As students, teachers and parents embark on a journey into uncharted territory, there is much concern about how hybrid and online education will impact student learning. The outcome will largely depend on how teachers and parents alike, use resources available to them.

Sure, online learning is a different experience, but it has been proven to have many advantages. One valuable asset of online learning is that discussion forums on platforms such as Quip or Blackboard are more in-depth. Students can take time to read and reflect on their peers’ entries in order to compose and revise a well thought out response. They can also go back and revisit a current or previous thread, enabling them to draw more substantive conclusions on a specific topic.

Students are often more comfortable participating and asking questions online than in a traditional classroom. They also tend to be more honest and open about their thoughts, especially when confronting difficult topics. Education goes far beyond teaching academic and technical skills as it is also designed to educate students to be compassionate and civically engaged citizens. Jesuits call it “ Care for the individual person.”

When it comes to teaching an appreciation of cultures in elementary school or teaching the different manifestations of racial inequality and injustice in the United States to middle and high school students, online learning can have more of an impact, as it allows for a variety of different formats and modalities. Using visual representation such as pictures and videos of individuals telling their own stories, side-by-side written histories, helps to create a more accurate account and a more engaged connection with other human beings while challenging familiar and preexisting narratives.

Some of the more common visual online resources include:

  • eBooks, text and digital images, animations
  • Interactive maps, images, and video
  • Interactive journals and blogs
  • Podcasts

James Prosek, artist and author, challenges the limitations of language when he discusses his exhibit, Art, Artifact, Artifice at the Yale University Art Gallery. He says, “We prefer the world as filtered by our minds, where it can be made orderly and intelligible, because then we feel we know it, and knowing brings comfort.”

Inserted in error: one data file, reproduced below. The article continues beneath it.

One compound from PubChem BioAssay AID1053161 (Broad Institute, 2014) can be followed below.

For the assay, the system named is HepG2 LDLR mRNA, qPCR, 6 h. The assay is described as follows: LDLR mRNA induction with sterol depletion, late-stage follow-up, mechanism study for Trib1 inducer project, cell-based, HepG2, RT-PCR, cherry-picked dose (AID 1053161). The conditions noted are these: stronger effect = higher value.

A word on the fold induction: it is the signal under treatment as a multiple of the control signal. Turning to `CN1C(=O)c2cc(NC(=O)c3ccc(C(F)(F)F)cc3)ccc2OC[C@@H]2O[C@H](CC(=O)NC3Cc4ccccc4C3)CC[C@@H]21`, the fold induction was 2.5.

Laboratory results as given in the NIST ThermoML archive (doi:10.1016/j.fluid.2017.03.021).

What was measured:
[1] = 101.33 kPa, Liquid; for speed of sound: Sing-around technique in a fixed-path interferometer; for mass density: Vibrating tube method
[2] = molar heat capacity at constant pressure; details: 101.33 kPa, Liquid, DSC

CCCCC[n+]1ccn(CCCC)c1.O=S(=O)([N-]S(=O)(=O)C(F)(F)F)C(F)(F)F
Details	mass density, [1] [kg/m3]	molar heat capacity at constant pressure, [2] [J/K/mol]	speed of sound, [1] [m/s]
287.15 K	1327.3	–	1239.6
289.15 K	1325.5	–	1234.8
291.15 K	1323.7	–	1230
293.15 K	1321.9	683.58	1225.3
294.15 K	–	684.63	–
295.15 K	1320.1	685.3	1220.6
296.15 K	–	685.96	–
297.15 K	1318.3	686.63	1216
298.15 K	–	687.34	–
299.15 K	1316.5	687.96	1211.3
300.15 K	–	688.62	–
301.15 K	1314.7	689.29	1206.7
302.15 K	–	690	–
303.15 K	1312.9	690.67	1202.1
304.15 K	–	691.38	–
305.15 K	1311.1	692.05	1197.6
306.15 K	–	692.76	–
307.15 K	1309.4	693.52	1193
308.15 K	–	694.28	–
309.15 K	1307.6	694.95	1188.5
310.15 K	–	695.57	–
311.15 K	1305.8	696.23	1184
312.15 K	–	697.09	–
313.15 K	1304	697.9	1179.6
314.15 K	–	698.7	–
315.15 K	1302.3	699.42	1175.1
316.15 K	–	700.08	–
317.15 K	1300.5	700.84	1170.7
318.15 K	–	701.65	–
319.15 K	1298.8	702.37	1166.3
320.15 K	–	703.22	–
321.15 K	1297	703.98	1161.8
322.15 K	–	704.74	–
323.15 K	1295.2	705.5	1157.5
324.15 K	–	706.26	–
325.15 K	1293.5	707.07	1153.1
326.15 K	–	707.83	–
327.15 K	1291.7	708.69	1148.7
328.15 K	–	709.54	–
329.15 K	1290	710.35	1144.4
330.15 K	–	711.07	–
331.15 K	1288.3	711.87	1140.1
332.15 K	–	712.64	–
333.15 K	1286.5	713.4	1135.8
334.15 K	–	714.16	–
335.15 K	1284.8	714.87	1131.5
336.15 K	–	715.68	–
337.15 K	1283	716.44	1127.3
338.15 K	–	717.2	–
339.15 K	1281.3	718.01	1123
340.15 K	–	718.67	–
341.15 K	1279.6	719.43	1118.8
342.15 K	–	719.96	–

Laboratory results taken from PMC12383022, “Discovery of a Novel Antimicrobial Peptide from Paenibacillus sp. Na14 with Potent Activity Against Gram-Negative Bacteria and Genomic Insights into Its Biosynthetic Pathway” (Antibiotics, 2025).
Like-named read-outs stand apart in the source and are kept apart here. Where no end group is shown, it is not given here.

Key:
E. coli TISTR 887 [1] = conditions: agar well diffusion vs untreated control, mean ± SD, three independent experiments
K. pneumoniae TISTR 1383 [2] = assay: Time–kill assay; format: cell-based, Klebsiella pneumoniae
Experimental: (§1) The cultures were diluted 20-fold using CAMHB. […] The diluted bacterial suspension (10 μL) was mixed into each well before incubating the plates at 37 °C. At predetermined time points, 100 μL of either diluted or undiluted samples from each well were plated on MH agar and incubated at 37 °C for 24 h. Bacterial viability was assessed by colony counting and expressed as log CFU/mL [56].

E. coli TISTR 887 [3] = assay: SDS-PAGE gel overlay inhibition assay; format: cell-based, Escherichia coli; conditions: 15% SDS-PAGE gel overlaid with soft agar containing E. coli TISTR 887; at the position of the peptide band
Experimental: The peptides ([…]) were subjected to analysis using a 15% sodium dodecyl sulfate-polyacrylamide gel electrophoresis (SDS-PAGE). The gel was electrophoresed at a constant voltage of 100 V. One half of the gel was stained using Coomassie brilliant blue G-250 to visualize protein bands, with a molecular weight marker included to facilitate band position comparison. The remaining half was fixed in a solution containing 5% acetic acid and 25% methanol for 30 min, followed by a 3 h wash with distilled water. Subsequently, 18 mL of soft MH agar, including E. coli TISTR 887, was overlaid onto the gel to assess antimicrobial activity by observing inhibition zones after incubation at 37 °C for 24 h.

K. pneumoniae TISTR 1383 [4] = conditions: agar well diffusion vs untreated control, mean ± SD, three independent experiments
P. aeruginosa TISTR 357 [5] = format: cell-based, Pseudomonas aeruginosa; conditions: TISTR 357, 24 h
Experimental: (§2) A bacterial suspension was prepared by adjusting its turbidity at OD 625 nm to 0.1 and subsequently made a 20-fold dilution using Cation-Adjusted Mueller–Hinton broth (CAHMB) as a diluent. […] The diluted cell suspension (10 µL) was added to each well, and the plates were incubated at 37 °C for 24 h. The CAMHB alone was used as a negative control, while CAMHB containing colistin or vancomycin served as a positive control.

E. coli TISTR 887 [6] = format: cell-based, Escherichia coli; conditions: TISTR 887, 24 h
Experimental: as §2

He goes on to say, “Racism, sexism, religious discrimination, intolerance of myriad kinds emerge from a belief that there is some ideal form or way of being.”

There are certain downsides to online learning, as in any model, such as an inequity in access to technology, which is an important issue and challenge throughout public education. And of course, it is a given that nothing replaces the valuable social interaction that students glean from an in-person classroom experience.

But during a time where the overarching concern and goal is individual and public health and safety, online learning should not be feared or stereotyped as an inferior method of learning. On the contrary, it can be quite exciting and effective if done properly, with the added benefits of fostering self-discipline, time management and self-agency skills. So as the fall semester approaches, don’t be afraid to get right in there and create a multidimensional and interactive experience for all.

Editor’s Note: Gale Papageorge has served on multiple higher education diversity curriculum committees and has designed American Diversity Requirement classes at Fairfield University, where she currently teaches. She’s been noted as a Schomburg Center for Research in Black Culture Scholar in Harlem, N.Y., and holds a Master’s degree in American and African American Literature and a PhD in Comparative Ethnic American Literature. She is the author of several books including, New Rhetorical Strategies for Reading African American Texts, A Dialogic Approach to Reading and Teaching Ethnic American Texts, and a contributing author to Patriarchy in Sandra Cisneros’s The House on Mango Street: Social Issues in Literature.

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